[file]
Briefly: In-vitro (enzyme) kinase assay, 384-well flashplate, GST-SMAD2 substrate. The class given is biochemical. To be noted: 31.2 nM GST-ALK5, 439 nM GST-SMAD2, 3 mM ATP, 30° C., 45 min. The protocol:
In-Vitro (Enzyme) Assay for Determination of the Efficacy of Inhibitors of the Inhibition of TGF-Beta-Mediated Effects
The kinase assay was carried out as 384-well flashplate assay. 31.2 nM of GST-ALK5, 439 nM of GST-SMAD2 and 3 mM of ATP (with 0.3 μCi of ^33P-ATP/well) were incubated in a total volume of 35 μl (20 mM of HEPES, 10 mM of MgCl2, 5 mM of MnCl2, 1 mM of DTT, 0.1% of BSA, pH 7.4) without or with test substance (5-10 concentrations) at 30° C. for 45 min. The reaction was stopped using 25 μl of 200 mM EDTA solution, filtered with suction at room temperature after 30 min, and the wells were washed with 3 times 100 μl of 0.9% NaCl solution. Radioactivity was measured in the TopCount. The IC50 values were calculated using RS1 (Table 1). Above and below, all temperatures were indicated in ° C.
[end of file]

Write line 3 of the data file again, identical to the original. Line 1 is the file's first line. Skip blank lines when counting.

The kinase assay was carried out as 384-well flashplate assay. 31.2 nM of GST-ALK5, 439 nM of GST-SMAD2 and 3 mM of ATP (with 0.3 μCi of ^33P-ATP/well) were incubated in a total volume of 35 μl (20 mM of HEPES, 10 mM of MgCl2, 5 mM of MnCl2, 1 mM of DTT, 0.1% of BSA, pH 7.4) without or with test substance (5-10 concentrations) at 30° C. for 45 min. The reaction was stopped using 25 μl of 200 mM EDTA solution, filtered with suction at room temperature after 30 min, and the wells were washed with 3 times 100 μl of 0.9% NaCl solution. Radioactivity was measured in the TopCount. The IC50 values were calculated using RS1 (Table 1). Above and below, all temperatures were indicated in ° C.